Cyberpunk 2077 is five weeks away from release and, with employees putting in overtime behind the scenes, a former CD Projekt Red employee has spoken about their experience of crunch within the studio.
Back in May 2019, CD Projekt Red employees were promised by management that there would not be mandatory crunch hours for Cyberpunk 2077. This promise from CDPR backflipped last month when a crunch order was emailed to employees stating they would be expected to work their ordinary number of hours a week, plus a day on the weekend.
Studio head, Adam Badowski, released a statement saying that he was personally taking this backlash upon himself and all CDPR employees would be fairly compensated for their overtime. Further sources seemed to reveal that many CDPR employees were agreeable to the crunch order, but new insight from Jason Schreier revealed that’s not exactly the case. Schreier asked CDPR employees whether they wanted to crunch in order to avoid further delays for Cyberpunk 2077, to which they told him that these conversations never even took place.
A response on Reddit from a former CDPR dev is where things get really interesting. The employee claims that the crunch order is just the start in a list of toxic behaviour from CDPR upper management towards developers. Apparently, devs were told that there was “no plan B” if Cyberpunk 2077’s original deadline couldn’t be met. This then changed in later months as Cyberpunk 2077 was pushed back twice, but the source claims that the devs were not told about the release delays:
“First a 2 month delay and then another 6 months of delay, and – to give a picture of how low the level of communication between the management and developers is – we found out both times ON TWITTER and other social that the game was being delayed, with a mail from Adam following few hours later.”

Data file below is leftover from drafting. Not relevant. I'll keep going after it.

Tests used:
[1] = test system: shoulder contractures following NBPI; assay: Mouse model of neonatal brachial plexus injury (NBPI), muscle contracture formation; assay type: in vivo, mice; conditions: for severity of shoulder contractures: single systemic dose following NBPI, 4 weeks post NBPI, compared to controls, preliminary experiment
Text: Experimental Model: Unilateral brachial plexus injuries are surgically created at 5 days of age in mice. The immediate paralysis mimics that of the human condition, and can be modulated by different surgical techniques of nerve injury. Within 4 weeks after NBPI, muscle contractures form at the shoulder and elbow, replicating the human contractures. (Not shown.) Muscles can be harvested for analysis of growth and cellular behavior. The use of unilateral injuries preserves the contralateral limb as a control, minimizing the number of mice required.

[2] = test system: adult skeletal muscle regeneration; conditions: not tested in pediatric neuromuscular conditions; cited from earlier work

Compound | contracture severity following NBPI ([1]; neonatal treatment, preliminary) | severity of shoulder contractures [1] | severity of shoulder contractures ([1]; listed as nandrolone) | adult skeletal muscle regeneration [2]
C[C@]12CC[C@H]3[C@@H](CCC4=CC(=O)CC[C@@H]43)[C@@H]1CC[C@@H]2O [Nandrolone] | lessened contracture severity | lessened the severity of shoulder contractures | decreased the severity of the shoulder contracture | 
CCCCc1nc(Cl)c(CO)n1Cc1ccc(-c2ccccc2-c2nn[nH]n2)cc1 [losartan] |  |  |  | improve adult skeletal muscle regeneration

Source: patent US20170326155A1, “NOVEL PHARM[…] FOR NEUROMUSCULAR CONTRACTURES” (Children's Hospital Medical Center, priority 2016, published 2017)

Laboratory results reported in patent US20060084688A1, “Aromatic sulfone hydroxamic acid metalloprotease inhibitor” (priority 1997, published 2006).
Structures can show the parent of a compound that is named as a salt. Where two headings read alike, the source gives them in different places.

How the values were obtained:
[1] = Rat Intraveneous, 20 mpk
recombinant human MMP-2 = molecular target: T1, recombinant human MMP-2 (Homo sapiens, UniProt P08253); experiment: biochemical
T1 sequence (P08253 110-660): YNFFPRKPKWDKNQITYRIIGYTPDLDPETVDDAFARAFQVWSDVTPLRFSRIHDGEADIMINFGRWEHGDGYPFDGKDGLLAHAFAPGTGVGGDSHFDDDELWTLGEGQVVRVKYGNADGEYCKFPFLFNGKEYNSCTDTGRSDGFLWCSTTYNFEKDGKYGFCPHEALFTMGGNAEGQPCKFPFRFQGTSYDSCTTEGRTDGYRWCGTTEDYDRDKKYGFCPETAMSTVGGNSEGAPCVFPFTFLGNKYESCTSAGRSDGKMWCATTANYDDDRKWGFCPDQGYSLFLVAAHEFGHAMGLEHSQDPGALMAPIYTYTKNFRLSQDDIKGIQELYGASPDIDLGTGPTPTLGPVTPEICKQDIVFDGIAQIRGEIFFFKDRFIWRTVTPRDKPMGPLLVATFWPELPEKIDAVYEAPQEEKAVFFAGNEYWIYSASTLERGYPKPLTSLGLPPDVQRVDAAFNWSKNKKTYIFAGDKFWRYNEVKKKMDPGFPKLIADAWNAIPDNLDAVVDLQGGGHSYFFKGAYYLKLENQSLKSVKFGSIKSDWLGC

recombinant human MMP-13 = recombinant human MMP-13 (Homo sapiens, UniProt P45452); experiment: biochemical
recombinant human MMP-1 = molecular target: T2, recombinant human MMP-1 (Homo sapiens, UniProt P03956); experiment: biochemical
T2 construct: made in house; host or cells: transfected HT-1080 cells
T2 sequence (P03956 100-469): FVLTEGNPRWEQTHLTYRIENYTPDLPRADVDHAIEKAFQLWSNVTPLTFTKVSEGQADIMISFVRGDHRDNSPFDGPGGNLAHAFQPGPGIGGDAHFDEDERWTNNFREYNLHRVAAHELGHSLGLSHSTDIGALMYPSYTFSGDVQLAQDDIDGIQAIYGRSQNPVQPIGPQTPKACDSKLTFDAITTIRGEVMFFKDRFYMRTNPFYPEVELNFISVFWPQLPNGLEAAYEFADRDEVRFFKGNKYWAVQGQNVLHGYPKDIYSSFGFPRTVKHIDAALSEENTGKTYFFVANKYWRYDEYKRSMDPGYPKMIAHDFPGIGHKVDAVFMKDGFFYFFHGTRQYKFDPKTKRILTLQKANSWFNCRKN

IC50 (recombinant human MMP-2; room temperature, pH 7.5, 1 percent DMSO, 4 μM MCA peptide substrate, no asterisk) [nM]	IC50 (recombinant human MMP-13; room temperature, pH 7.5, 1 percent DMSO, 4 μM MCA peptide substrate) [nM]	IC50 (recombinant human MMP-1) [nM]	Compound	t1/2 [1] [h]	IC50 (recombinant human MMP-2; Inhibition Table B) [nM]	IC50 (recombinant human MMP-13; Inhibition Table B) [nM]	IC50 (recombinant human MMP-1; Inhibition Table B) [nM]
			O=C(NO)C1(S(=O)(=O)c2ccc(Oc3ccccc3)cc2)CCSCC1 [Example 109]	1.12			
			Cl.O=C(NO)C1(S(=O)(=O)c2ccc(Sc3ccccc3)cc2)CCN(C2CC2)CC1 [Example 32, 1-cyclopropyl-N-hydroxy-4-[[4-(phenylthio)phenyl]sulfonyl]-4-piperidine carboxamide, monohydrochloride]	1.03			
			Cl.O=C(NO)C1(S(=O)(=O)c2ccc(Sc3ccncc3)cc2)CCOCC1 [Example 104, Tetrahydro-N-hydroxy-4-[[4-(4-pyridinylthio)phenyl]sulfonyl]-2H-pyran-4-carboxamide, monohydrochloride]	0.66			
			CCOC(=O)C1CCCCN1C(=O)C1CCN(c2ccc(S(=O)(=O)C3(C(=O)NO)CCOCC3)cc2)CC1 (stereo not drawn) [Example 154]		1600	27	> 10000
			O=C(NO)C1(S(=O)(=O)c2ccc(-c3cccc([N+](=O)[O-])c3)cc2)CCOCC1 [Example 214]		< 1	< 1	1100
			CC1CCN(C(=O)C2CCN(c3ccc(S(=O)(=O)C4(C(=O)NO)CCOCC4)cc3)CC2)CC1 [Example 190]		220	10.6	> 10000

The full post can be seen below:
The employee also claimed the studio had been crunching since June 2019, with staff working 16 hour days on average. The note explains that there was a huge disparity between CDPR management and the individual Cyberpunk 2077 developers, saying there was little care for work-life balance:
At the end of the day it feels like CDP management is completely detached from the reality of us developers.
Schreier said on Twitter that he verified the employee was a former CDPR staffer and had “just got off the phone with them” early Thursday morning Australian time.
"I personally had a blast working there until they decided the only way to finish the game was to do the death march," this person told me. I've heard this sentiment from a few people. (I've also heard it said about Naughty Dog and a couple other game companies)
— Jason Schreier (@jasonschreier) October 14, 2020
Crunch culture has been a huge problem for CDPR and similar game studios, with a game’s launch often prioritised over the well-being of workers. Unfortunately, this has become standard practice in the gaming industry, which is why things were looking up when CDPR promised to end crunch culture in its workplace. But this has definitely not been the case. So far, CDPR is yet to respond to these latest allegations.
Cyberpunk 2077 launches on PC, PS4 and Xbox One on November 19, with the game playable day one on Xbox Series S/X and the PlayStation 5. A PS5/Xbox Series X optimised version of the game won’t be released until 2021, but CDPR has confirmed it will be made available for free to all players.